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Old 04-04-2014, 02:40 PM
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Welcome. I hope you're willing to think about how your dog is reacting in a different way.

It is bad that your dog growls at you when you try and take the ball. Please stop trying to forcefully get it away from because that's escalating the problem. Yelling isn't effective either. You need to teach him to drop it using your larger brain power. This may take longer now, than if you'd done it from the first, but it's doable.

Taking food from a dog and getting snapped at by the dog is pretty much a fail on your part. How would you feel if you were eating and someone 20 times larger than you came and took your food away? Stop that too. He needs to be taught the "leave it" command when he has something in his mouth that you don't want him to have. There's absolutely no reason to try and take his food or treats away from him.

Your willingness to be aggressive with him when you try and get the ball has probably contributed to his reaction when you try and take food from him. Time to rethink all of this and find an easier kinder way to train him.

He doesn't think he's the alpha dog. He's probably reactive to other dogs because he's fearful. Most aggression is based on fear.

He sniffs people's feet because that's one way dogs take in information. It has nothing to do with not respecting their personal space.

His behavior at the vet's can be changed too but like everything else that you need to work on, it won't happen overnight. The results will be well worth it and your dog will be much happier and more confident it he's counter conditioned and desensitized to being handled. Look into Sophia Yin's video on low stress handling. Examples are on her website and I'm pretty sure there are several videos demonstrating the protocol in the thread below.

Now for the videos and links to threads here that can help you change how you communicate with your dog. You would probably get a lot of benefit by reading Jean Donaldson's book The Culture Clash. We have a list of good dog training and behavior books in the training and behavior section. You should spend some time browsing through the different threads, articles and videos.

Here's the link to the sticky thread section. Pay special attention to the resource guarding and the reactive dog threads and articles. There are videos on teaching leave it and drop it. I think you'll find them helpful.

I'm sure other members will be along with more advice. Be like a sponge and soak it in. I'm glad you joined and are asking questions. He's a cute little guy.
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Old 04-04-2014, 09:42 PM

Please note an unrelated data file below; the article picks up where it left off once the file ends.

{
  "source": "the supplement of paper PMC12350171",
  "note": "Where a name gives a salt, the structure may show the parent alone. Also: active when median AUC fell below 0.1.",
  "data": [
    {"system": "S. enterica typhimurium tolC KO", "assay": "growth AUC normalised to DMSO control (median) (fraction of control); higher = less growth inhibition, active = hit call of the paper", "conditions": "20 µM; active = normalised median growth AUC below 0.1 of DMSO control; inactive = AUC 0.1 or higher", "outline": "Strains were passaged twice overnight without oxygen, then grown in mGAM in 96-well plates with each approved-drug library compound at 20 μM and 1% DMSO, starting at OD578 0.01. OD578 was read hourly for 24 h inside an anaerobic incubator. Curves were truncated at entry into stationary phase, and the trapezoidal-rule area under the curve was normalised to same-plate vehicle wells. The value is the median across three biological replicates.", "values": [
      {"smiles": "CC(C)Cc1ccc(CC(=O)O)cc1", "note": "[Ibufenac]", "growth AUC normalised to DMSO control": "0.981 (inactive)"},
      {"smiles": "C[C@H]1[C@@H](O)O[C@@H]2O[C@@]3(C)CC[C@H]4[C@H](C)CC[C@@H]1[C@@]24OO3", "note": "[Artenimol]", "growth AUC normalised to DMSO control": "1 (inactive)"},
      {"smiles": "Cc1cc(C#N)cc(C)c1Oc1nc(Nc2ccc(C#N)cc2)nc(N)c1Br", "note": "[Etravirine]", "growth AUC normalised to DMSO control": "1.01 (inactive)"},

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I ran across this article today.

Playing with your dog’s food… good idea or not? | Paws Abilities
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Old 04-05-2014, 10:54 AM
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Hi Lorenzo,

First of all, a big welcome to the Forum! I loved seeing a pic of your little Cliffy and reading all about him. I hope that you'll stick around, read a few threads, ask more questions, and jump into any conversation that interests you.

I'm going to second Grabby's recommendation to pick up a copy of The Culture Clash by Jean Donaldson. I've read it and found it to be a very insightful guide to why dogs behave the way they do. It provides great guidance in how to best train and interact with your dog in order to minimize unwanted behaviors and create a stronger bond with him.

There are different schools of thought about dog behavior and dog training. From your post, I got the impression that you've been trying to shape his behavior with dominance-based techniques (popularized by Cesar Milan). That's the whole idea of the "alpha dog." This approach is very popular, but unfortunately, it is based on an inaccurate understanding of dog psychology and behavior and can end up being very damaging. It's clear in your account of how your dog guards his balls and food as well as interacts with other dogs that your efforts to exert dominance are backfiring.

If you spend more time on this site and explore the resources we have to offer, you're going to learn about a very different approach to interacting with your dog. I agree with Grabby that ultimately your dog is most likely fearful, both of you and other dogs. The response to fear is fight or flight. In order to improve his behavior, you need to lesson his fear and that can be done through counter-conditioning and positive reinforcement training.

Again, I would recommend getting Donaldson's book. We also have a number of "sticky" threads at the top of the Training and Behavior section. We're here to help you and little Cliffy. I really hope you'll continue to post.
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Old 04-06-2014, 10:37 AM
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Welcome .
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intro, introduction, lunging, new dog